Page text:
It's not a law, but an American tradition most people see as a good idea. If you look at other countries' stamps (and you might just have done that a few times!), you'll see over and over, stamps issued for a living person, usually the nation's leader that might have been regretted later. Besides Hitler, Mussolini, Stalin, Castro, Franco, and others, many other people honored on stamps might not have been given a stamp if the authorities had waited for the judgement of history. Evita Peron comes to mind, athletes who were later found to be taking illegal drugs, famous people later convicted of crimes, and so on.

This American tradition is in contrast to the way monarchies hand out titles and medals all the time. The U.S. Constitution prohibits American office-holders from accepting foreign honors or gifts: "No Title of Nobility shall be granted by the United States: And no Person holding any Office of Profit or Trust under them, shall, without the Consent of the Congress, accept of any present, Emolument, Office, or Title, of any kind whatever, from any King, Prince, or foreign State." We have a long history of not using titles ("Sir," etc). Not honoring a living person on a stamp may be related to this traditional reluctance to honor someone without waiting "just to be sure". Let monarchies and dictatorships do that, but not us.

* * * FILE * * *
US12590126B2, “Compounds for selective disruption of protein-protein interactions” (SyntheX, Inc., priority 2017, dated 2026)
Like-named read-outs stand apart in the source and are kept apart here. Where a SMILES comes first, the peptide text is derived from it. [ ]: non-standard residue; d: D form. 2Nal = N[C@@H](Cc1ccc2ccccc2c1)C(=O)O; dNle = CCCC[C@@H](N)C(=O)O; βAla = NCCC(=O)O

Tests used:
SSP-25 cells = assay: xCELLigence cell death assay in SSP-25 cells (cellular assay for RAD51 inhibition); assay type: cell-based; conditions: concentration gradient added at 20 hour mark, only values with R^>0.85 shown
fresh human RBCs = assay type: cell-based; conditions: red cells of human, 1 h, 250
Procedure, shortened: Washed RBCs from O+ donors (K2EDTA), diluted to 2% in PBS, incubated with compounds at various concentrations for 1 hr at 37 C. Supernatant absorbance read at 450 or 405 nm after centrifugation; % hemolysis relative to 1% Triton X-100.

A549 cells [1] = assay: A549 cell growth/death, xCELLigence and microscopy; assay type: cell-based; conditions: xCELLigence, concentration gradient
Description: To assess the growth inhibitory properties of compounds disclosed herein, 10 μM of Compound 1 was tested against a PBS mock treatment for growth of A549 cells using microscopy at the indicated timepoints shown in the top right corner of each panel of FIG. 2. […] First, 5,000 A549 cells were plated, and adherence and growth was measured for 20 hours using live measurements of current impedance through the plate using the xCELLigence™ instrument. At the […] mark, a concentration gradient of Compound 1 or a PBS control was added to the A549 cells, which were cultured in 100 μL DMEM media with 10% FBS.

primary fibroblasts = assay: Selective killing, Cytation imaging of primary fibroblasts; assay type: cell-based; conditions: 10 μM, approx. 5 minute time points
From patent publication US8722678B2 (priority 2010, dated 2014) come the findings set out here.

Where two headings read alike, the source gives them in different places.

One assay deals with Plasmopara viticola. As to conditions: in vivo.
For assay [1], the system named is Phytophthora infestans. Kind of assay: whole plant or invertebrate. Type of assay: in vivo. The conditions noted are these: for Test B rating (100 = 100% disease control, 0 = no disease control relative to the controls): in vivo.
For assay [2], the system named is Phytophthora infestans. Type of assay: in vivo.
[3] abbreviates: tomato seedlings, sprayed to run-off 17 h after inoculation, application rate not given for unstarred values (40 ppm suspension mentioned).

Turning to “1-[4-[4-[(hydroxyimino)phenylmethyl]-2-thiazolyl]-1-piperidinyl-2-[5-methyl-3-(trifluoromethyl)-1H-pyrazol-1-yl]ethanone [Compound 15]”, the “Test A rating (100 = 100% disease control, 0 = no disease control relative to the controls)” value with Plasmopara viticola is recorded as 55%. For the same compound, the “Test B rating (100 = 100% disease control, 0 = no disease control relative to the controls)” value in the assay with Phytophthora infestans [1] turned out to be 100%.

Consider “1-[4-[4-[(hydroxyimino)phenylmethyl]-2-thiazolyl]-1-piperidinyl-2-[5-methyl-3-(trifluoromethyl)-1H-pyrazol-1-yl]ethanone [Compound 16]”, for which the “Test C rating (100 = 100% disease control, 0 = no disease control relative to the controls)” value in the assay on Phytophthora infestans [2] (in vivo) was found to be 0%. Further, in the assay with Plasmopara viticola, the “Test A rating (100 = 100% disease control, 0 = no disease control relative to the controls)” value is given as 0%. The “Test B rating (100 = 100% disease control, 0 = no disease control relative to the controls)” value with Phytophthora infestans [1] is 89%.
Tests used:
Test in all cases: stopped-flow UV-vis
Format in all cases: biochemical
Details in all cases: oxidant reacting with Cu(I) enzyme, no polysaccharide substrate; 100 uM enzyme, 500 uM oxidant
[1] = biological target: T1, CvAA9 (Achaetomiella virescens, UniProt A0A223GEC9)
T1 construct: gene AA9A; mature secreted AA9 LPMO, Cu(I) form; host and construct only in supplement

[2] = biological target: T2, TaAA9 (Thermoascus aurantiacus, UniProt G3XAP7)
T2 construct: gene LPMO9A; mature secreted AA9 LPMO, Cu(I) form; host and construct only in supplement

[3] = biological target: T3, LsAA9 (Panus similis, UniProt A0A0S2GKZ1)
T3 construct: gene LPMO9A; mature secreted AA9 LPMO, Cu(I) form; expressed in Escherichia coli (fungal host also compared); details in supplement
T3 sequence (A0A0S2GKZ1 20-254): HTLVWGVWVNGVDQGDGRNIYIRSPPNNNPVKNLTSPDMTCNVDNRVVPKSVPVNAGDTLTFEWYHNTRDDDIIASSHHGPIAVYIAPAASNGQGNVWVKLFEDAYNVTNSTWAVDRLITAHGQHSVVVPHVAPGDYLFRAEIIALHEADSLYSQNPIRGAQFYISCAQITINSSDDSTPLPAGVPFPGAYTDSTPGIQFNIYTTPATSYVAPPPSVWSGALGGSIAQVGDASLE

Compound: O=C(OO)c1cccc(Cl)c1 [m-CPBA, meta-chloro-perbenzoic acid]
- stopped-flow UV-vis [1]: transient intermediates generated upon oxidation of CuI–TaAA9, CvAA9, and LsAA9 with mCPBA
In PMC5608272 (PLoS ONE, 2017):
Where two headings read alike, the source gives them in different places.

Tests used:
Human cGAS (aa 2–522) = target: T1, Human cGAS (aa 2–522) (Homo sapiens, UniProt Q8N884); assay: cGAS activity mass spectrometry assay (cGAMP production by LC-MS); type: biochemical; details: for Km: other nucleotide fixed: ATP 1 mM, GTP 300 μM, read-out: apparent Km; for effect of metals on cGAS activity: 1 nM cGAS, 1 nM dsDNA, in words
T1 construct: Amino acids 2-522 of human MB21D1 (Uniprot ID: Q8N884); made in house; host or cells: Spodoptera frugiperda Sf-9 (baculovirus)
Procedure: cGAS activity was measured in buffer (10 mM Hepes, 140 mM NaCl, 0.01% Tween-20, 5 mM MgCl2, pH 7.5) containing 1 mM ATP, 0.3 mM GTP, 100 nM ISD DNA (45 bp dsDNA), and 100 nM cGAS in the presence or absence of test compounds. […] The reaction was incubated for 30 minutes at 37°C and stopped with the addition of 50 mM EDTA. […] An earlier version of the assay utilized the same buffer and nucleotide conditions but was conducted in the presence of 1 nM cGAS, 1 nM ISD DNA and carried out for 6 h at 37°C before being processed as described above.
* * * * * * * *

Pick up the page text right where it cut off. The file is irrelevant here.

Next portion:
And it's worked well for us. Sorting through piles of stamps from countries that don't have much self-control. you really wonder sometimes why that person had a stamp issued for them. I'm very glad we exercise some amount of self-control by waiting before we honor someone on a stamp.
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Edited by DrewM - 07/25/2019 6:39 pm
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Posted 07/25/2019   6:52 pm  Show Profile Check GeoffHa's eBay Listings Bookmark this reply Add GeoffHa to your friends list  Get a Link to this Reply
***Enough of the political posts. Last Warning***
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Posted 07/27/2019   2:02 pm  Show Profile Check matttodd1's eBay Listings Bookmark this reply Add matttodd1 to your friends list  Get a Link to this Reply
The one that's so interesting to me (and an early example)! Is the C10 Lindbergh issue. He's not technically pictured on the stamp, but his name is there in great big bold type, and it was certainly issued to honor his achievement.

Matt
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Posted 08/12/2019   5:11 pm  Show Profile Bookmark this reply Add Philazilla to your friends list  Get a Link to this Reply
John Fremont was depicted and featured on the 5c Trans-Mississippi stamp in 1898. He died in 1900.


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Edited by Philazilla - 08/12/2019 5:12 pm
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Posted 08/12/2019   6:10 pm  Show Profile Bookmark this reply Add Petert4522 to your friends list  Get a Link to this Reply
According to Wikipedia John Charles Fremont died July 1, 1890.

Peter
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Posted 08/13/2019   08:39 am  Show Profile Bookmark this reply Add Philazilla to your friends list  Get a Link to this Reply
You are right Peter. Looks like I made a mistake.